Snell is not, nor in all likelihood will he ever be, anything like an elite isolation player. However, that’s not what the Bulls need, as long as we assume that Derrick Rose is healthy and we’re going to assume that because I refuse to think otherwise. What Snell can do, however, is function as a secondary ballhandler on the weak side.
Let’s start with his work in the pick and roll. Synergy says he scores about 0.71 points per play when handling the ball in the pick and roll, which isn’t great. However, when you watch him — and I have — you notice a few things about him. First, Snell shoots a TON of jumpers out of the pick and roll, and he shoots even more when you add in dribble handoffs, which Synergy classifies separately. I’m going to guess about a third of his pick and roll possessions result in pull-up jumpers. Now, the numbers the NBA provides from the SportVU optical tracking cameras say Snell shoots 40.4 percent on pull-ups this year, which isn’t that much worse than Steph Curry, for whatever that’s worth. So considering that most defenses will go under screens against Snell and that he’s hitting those shots at a decent clip, it’s far from the worst shot in the world.
Having said that, it’s when Snell gets into the lane that he’s most impressive. I mentioned his 59.5 percent mark at the rim earlier, so he’s capable of finishing. He’s also flashed a nice hesitation move a few times to get into the lane, which isn’t something you see from a lot of rookies. But he’s also a great passer, and he seems to have figured out how to draw the help from the big man at the rim before dropping a pass off for a dunk. He and Taj Gibson have flashed some nice chemistry with the pick and pop leading to Taj getting an open jumper on the baseline.
Even outside of the pick and roll, Snell shows decent playmaking skills on his own. He’s proven adept at attacking hard closeouts and either scoring or finding his teammates, as the Orlando Magic found out back in January.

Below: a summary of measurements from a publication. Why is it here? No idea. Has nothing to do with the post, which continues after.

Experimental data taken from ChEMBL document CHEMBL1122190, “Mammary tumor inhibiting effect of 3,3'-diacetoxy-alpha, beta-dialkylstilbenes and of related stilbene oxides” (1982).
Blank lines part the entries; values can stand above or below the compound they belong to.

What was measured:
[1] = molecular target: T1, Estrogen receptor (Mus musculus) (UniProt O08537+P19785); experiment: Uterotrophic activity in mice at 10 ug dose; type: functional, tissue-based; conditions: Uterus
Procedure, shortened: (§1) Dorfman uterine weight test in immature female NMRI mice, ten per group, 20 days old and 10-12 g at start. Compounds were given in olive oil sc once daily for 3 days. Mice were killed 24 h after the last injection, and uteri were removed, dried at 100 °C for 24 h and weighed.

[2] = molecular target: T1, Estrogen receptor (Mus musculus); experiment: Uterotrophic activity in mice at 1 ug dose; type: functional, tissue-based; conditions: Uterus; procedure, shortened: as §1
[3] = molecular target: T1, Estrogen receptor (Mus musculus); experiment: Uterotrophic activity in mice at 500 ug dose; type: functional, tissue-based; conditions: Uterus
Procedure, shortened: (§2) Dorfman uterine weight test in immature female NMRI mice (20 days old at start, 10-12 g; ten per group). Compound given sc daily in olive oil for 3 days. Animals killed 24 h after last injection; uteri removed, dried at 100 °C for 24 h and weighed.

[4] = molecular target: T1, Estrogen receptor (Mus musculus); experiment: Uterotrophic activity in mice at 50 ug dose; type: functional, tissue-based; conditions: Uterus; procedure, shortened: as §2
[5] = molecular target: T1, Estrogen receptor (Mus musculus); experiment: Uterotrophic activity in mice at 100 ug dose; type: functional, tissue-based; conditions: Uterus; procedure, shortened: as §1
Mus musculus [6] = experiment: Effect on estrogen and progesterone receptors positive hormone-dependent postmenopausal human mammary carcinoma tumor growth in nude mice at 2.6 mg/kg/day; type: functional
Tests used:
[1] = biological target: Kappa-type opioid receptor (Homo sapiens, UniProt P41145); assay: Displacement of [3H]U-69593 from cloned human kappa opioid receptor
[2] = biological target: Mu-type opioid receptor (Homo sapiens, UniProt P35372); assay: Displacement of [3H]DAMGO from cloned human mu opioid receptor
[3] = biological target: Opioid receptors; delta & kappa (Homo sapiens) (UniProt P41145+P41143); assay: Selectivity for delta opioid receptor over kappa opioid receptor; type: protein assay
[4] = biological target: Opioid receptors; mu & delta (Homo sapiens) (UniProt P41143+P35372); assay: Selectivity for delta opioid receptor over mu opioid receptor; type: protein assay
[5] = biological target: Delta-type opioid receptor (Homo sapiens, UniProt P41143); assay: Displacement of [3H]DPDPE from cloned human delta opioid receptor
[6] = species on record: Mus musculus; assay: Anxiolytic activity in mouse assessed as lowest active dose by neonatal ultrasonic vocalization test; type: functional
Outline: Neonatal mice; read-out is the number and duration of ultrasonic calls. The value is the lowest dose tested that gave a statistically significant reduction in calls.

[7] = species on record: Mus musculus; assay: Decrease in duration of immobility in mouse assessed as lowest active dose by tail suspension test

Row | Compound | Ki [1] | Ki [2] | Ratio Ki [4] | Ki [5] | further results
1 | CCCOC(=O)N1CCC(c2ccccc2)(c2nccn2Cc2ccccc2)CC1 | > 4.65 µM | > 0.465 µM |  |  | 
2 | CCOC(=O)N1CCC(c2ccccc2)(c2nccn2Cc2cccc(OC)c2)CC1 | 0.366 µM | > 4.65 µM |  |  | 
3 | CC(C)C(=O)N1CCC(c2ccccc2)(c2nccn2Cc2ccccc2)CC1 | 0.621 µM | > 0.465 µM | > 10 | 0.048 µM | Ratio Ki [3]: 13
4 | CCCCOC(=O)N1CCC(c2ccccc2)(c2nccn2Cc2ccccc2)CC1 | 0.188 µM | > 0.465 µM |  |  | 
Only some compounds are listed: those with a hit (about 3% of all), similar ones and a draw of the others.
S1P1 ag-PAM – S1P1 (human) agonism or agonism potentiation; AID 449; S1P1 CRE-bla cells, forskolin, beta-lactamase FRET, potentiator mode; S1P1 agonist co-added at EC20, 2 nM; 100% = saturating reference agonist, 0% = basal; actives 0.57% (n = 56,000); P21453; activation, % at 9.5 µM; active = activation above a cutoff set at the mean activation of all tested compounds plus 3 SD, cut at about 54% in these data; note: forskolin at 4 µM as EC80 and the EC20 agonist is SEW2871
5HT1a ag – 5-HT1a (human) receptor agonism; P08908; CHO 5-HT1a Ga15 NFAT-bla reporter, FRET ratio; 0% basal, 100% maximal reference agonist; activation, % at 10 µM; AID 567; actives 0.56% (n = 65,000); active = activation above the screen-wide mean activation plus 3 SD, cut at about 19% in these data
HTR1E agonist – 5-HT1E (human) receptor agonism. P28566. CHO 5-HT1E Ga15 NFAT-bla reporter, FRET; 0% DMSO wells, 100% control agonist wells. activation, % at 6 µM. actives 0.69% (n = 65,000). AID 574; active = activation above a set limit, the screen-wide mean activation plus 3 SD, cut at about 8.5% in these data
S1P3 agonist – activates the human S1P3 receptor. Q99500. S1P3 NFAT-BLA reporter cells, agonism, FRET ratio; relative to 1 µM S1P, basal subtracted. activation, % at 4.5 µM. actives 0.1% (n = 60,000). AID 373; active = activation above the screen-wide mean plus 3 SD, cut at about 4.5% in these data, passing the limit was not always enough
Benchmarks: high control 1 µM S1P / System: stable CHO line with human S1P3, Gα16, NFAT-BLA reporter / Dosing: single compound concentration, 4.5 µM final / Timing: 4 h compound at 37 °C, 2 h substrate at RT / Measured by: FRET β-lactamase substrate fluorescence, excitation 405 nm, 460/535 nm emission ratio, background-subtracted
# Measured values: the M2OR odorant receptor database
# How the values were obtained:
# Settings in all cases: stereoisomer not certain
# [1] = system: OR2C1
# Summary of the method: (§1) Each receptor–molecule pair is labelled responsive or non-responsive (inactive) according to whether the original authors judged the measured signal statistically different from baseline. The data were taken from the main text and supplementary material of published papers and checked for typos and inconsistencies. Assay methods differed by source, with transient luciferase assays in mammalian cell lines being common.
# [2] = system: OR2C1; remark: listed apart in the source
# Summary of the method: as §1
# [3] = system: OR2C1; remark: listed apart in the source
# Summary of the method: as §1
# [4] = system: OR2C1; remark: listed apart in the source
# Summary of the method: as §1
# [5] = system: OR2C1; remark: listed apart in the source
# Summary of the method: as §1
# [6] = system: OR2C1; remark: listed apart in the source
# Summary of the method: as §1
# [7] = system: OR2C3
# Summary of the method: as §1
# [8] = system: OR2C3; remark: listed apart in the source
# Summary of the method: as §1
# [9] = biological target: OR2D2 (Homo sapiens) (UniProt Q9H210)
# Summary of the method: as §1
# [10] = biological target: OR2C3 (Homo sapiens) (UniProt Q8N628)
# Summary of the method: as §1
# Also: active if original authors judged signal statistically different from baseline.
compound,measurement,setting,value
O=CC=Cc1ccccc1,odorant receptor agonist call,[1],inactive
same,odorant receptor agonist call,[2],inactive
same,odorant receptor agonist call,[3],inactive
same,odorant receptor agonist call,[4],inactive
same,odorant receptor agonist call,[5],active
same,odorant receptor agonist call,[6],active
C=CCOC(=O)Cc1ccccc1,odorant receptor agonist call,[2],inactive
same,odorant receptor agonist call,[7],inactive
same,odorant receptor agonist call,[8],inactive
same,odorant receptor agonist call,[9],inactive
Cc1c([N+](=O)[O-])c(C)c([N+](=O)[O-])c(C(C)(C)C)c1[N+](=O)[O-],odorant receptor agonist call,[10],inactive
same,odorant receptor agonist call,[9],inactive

His vision generally is impressive for such a young player. And while his handle isn’t anything to write home about, it’s competent.
Basically, I see Snell as the type who can spot up on the weak side of a Rose-Noah pick and roll, and then either shoot or drive out of the spot up, or run a quick-hitting pick and roll of his own after a ball-reversal. That’s one of the many reasons that the San Antonio Spurs have been so good the last several years. The ability to reverse the ball and put pressure on the defense is huge, and Snell can do that.
There’s not a whole lot to be said about Snell’s defense that hasn’t been said since the draft. He’s long but skinny, so he’ll get beat in the post by bigger wings. He has trouble staying in front of quicker guys too, which means there really aren’t too many players he can be reasonably expected to stop on a regular basis.
That said, you can see the potential. If he puts on weight, he easily could guard the Joe Johnson and Carmelo Anthony types that aren’t much of a threat to beat him off the dribble. He has some trouble staying down on pump fakes, but that — hopefully — will come with experience. He does have quick hands, but doesn’t seem to be able to take full advantage of them just yet.
Off the ball, he still gets lost occasionally, but you can see glimpses of the anticipation that a guy like Jimmy Butler has in terms of jumping passing lanes. He won’t ever be nearly as good as Jimmy at that, I suspect — I mean, who could be? — but he’ll be OK, I think.
Hopefully, another year or two at Thibs Academy, with Jimmy as his erstwhile mentor, should give Snell the tools to be a solid defender down the road, if not better.
There’s not a whole lot else to cover here. Snell’s by no means a tremendous rebounder, but he’s not terrible. On a team like the Bulls, that’s a fairly superfluous skill anyway.
The main thing Snell has going for him is what I’ve been calling his “feel for the game,” for lack of any better terms. He hasn’t adjusted 100 percent to the speed of the NBA, so you’ll see him occasionally make a pass he shouldn’t because he saw something a little too late to take advantage of it. But I choose to be pleased he saw it at all, and as I mentioned earlier, he seems to understand the cause-and-effect relationship inherent in getting into the lane and drawing help defense. That’s a big deal for a young player, and one that will serve him well going forward.
One final thing, if I may: I know there was some consternation back in June and earlier in the season that the Bulls took Snell over Tim Hardaway Jr., and while THJ certainly has shot better this year — 42.9/37.3/83.0 to Snell’s 38.4/32.9/75.8 — Hardaway has yet to show anything other than scoring ability. He barely rebounds (3.9% total rebound rate to Snell’s 5.9), doesn’t create for others (1.3 assists per 36 minutes) and isn’t very good defensively. THJ has been very good by any objective measure, but give me the more complete player over the long term.
Now, if Snell can just get his celebration game together, he’ll be just fine.